Founder members of a trailblazing Ayrshire community centre were hailed as “The Three Musketeers” at a ceremony to mark its reopening.
The three, dubbed after the swashbuckling heroes, are Hugh Paterson, Bill Miller, Jim Stevens and ‘D’Artagnan’ Tony Riome.
And all four received a Quaich, the traditional cup of friendship, as a thank-you gift at the official reopening of The Carrick Centre in Maybole on Thursday, April 29.
Thanking them for their enormous contribution, centre board chair Peter Lynn said: “I call them the Three Musketeers.”
He said Bill, who steered the project from a plan to a completed building, was “the driving force behind this historic project.”
Hugh, another former chair, was “the voice of reason,” while Jim, who has just stepped down from being the treasurer, was “ever present” at the centre, keeping the finances in good order and Tony “volunteered for all the jobs nobody wants to do” and was “a tower of strength.”
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Bill said the centre was first talked about in 1999 and building only started in 2010.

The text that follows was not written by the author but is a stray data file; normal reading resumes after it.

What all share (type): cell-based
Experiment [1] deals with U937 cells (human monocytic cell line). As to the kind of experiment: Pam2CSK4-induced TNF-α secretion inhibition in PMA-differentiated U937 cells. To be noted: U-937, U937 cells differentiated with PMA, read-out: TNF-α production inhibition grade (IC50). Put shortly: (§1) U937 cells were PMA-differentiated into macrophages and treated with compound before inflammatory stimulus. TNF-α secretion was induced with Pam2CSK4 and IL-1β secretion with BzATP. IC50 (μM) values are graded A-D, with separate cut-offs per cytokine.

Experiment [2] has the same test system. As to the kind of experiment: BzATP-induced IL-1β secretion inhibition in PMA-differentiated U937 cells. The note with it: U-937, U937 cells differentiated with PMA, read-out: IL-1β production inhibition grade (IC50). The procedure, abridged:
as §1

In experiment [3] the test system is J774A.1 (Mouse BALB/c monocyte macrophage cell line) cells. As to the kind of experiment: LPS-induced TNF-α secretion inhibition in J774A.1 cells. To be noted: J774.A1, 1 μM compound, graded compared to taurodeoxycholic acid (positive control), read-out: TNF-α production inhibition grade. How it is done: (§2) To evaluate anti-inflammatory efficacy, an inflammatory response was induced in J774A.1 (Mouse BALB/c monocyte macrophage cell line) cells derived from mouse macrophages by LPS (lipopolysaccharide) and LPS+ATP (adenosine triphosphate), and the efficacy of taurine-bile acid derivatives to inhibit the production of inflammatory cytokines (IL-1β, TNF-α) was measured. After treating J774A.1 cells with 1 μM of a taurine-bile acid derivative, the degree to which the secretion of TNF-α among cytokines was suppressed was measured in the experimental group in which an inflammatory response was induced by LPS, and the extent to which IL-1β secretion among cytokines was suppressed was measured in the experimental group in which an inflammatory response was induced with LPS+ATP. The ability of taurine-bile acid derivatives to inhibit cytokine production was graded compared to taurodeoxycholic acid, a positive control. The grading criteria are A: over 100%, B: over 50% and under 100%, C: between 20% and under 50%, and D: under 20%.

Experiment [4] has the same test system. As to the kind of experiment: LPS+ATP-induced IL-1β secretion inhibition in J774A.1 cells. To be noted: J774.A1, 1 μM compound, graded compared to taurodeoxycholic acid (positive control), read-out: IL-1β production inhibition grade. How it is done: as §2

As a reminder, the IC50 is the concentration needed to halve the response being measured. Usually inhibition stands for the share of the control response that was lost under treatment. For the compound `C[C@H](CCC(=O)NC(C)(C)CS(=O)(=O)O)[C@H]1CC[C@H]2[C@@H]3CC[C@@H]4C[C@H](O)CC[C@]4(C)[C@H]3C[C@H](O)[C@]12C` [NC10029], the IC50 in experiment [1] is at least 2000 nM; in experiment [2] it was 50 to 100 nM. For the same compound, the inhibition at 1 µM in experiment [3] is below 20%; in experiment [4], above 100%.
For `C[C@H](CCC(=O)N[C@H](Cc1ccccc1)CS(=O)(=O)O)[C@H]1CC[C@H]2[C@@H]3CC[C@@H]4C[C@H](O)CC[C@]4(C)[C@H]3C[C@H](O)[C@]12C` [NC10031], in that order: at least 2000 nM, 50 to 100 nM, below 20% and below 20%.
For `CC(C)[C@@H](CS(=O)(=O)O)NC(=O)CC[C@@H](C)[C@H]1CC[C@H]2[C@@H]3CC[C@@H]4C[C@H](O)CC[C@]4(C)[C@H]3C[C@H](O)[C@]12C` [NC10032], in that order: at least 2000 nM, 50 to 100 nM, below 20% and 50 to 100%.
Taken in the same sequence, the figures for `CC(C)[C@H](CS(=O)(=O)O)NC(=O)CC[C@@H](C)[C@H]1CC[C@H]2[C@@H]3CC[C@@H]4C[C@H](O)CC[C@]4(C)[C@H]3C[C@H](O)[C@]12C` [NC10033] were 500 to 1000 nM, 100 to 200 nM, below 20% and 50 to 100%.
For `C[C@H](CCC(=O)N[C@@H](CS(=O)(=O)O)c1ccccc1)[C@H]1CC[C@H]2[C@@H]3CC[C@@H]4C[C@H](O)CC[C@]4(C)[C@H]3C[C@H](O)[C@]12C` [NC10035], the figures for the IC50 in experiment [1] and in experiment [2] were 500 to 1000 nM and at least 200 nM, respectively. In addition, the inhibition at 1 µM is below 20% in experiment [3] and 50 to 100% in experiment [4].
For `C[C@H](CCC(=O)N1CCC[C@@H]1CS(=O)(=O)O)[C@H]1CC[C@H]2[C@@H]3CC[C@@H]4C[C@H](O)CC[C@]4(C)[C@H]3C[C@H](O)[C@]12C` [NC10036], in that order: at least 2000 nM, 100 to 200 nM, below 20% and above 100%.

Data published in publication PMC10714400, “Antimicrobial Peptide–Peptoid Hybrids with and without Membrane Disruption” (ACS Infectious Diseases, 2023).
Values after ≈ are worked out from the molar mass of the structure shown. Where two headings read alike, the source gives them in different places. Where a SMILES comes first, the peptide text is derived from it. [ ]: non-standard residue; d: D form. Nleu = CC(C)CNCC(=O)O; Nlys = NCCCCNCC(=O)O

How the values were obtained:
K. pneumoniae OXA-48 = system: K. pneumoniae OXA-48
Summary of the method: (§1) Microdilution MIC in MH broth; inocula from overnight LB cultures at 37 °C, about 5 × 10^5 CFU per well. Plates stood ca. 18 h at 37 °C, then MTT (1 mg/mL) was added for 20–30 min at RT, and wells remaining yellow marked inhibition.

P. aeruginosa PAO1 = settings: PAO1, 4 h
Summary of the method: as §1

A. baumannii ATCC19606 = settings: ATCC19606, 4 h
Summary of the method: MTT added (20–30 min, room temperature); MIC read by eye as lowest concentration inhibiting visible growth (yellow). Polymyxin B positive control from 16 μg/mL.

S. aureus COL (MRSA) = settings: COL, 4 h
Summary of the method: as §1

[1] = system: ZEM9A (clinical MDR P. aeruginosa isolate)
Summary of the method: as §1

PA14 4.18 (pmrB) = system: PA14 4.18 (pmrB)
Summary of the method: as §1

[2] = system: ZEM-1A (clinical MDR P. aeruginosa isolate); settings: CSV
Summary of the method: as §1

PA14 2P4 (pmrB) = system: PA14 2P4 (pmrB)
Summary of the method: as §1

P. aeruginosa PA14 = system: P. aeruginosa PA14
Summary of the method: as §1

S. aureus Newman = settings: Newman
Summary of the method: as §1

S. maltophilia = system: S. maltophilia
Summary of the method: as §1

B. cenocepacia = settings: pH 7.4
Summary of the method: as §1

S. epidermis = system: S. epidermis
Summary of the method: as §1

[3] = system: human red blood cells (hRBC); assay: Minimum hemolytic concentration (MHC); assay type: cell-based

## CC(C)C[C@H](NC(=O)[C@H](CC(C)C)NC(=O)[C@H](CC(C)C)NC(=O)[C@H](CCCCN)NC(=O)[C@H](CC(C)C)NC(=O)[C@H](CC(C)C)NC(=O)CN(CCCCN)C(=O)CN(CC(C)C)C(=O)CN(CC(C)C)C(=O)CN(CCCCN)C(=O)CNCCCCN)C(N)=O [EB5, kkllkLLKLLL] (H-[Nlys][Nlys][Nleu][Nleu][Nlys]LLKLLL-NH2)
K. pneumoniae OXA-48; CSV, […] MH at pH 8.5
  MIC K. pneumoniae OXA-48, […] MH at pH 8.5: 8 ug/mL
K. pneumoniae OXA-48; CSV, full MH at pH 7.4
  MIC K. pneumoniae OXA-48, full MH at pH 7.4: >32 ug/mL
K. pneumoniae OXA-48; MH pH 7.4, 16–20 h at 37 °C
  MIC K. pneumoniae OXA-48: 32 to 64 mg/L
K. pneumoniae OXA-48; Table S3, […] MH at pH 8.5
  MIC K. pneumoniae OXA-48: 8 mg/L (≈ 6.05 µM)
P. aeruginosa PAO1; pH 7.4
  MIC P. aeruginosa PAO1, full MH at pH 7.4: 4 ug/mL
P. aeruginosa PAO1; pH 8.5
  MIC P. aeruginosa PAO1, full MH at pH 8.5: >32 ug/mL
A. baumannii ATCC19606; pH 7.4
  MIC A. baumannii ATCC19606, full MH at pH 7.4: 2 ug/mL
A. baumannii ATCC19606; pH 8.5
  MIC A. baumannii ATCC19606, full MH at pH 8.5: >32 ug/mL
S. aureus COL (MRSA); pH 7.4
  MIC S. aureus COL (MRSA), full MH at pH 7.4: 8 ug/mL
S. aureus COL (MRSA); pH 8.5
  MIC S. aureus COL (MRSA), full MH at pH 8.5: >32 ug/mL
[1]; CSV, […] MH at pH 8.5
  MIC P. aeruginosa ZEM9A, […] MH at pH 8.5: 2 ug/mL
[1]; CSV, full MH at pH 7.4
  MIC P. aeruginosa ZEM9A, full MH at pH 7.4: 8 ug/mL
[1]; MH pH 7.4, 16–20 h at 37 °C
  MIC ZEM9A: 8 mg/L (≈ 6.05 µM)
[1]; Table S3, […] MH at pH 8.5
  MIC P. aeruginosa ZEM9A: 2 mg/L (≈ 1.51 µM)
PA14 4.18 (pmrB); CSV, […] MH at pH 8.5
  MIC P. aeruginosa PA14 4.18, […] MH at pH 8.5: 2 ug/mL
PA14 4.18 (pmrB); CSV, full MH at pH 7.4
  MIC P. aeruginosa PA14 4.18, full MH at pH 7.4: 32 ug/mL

The pace of work accelerated and was given the final push when the Church of Scotland gave the project the loan to close the gap on what had already been raised and what was needed.
Bill said: “Since then it has been used by hundreds of people and organisations.
“It has done what the dream was at the beginning – been a church at the weekend and community centre during the week.
“The Church of Scotland instructions were it was to be open seven days a week.
“We have done that and are very proud of that.
“My thanks to everybody from the bottom of my heart – you have made our dream come true.”
Centre manager Andrea Hutchison thanked everyone, including the army of volunteers at the centre, “for giving hours and hours to The Carrick Centre.”
Interim minister and centre board member Paul Russell said the centre was very much “the flagship of the modern church.”
“This is where the future lies,” he added.
The centre, in Culzean Road, is open every weekday from 10am to 2pm.
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